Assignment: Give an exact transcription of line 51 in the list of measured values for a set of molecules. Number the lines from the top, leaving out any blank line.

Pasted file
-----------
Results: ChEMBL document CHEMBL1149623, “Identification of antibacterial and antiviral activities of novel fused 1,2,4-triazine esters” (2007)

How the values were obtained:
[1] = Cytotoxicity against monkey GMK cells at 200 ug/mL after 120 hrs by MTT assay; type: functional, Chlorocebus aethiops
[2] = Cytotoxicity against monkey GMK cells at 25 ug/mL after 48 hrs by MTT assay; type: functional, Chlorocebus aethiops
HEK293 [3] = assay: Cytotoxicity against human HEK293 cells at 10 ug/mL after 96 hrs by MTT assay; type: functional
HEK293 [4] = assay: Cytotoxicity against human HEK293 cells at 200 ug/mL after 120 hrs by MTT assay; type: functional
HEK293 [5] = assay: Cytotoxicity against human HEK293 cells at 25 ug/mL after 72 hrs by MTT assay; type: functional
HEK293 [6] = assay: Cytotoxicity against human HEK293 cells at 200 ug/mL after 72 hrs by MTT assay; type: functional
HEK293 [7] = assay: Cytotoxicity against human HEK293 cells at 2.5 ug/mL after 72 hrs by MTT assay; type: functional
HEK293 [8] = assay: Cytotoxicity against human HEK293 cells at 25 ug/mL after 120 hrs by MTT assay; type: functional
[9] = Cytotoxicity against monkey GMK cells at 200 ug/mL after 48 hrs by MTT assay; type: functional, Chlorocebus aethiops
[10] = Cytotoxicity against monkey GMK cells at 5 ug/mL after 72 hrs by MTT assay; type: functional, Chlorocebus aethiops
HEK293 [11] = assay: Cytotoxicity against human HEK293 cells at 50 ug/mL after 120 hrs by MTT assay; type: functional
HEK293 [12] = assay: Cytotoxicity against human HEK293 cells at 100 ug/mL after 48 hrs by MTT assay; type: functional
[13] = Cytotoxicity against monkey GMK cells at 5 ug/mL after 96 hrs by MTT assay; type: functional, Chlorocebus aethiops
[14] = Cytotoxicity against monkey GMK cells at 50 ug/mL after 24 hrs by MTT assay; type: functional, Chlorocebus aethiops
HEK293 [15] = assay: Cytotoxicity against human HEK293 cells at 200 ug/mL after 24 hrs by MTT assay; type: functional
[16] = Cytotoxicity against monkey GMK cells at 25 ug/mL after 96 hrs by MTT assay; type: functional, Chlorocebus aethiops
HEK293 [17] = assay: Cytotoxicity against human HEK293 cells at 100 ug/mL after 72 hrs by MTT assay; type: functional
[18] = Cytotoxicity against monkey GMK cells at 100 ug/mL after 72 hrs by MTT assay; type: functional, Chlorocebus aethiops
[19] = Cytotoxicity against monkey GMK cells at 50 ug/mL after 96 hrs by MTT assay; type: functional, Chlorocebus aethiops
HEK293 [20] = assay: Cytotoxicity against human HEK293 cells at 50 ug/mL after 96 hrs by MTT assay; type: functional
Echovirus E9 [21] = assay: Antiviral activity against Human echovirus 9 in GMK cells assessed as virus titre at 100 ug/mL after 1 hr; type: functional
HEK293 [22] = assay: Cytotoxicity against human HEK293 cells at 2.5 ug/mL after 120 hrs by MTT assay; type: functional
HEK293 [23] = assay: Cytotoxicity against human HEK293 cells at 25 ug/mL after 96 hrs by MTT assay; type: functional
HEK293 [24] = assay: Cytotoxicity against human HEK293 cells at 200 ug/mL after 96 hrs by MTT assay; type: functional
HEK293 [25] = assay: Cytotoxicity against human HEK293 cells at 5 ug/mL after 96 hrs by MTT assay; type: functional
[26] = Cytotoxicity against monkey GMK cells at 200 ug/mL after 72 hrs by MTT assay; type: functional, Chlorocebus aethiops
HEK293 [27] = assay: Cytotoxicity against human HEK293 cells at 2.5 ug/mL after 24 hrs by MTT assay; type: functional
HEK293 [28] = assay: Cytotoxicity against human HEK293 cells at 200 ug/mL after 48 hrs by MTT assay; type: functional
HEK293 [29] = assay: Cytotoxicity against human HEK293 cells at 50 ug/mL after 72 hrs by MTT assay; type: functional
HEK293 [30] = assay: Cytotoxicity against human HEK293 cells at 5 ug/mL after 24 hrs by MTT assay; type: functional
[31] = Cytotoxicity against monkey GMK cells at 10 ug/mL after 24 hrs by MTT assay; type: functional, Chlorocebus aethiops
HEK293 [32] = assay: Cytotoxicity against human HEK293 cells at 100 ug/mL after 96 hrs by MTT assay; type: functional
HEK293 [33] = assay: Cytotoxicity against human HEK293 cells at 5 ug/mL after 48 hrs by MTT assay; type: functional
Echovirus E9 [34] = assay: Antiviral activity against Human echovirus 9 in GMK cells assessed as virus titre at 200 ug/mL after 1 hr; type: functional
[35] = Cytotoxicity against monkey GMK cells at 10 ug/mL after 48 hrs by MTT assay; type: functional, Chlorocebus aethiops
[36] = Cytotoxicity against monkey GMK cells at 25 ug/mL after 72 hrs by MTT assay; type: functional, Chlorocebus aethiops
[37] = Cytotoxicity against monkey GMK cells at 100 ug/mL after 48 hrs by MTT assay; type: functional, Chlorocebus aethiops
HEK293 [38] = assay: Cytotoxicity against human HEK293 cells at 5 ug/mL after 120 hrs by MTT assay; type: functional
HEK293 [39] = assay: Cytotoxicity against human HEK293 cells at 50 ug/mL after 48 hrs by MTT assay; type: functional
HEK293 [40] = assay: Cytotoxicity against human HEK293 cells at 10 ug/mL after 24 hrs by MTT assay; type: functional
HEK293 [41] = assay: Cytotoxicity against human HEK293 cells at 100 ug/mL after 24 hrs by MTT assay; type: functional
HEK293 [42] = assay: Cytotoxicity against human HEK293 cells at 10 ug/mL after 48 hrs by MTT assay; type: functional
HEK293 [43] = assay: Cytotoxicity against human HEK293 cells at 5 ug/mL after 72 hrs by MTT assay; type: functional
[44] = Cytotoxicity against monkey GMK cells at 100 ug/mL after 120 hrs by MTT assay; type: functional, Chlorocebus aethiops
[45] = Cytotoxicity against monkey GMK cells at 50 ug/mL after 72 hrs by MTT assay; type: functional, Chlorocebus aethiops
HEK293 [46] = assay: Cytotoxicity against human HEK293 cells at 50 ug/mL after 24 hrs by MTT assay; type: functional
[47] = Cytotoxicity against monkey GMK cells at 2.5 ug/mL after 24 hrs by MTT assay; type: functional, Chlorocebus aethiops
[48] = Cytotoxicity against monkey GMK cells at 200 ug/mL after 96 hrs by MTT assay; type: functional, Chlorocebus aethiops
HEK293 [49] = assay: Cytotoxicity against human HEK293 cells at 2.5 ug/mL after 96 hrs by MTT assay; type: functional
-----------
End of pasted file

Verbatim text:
HEK293 [49] = assay: Cytotoxicity against human HEK293 cells at 2.5 ug/mL after 96 hrs by MTT assay; type: functional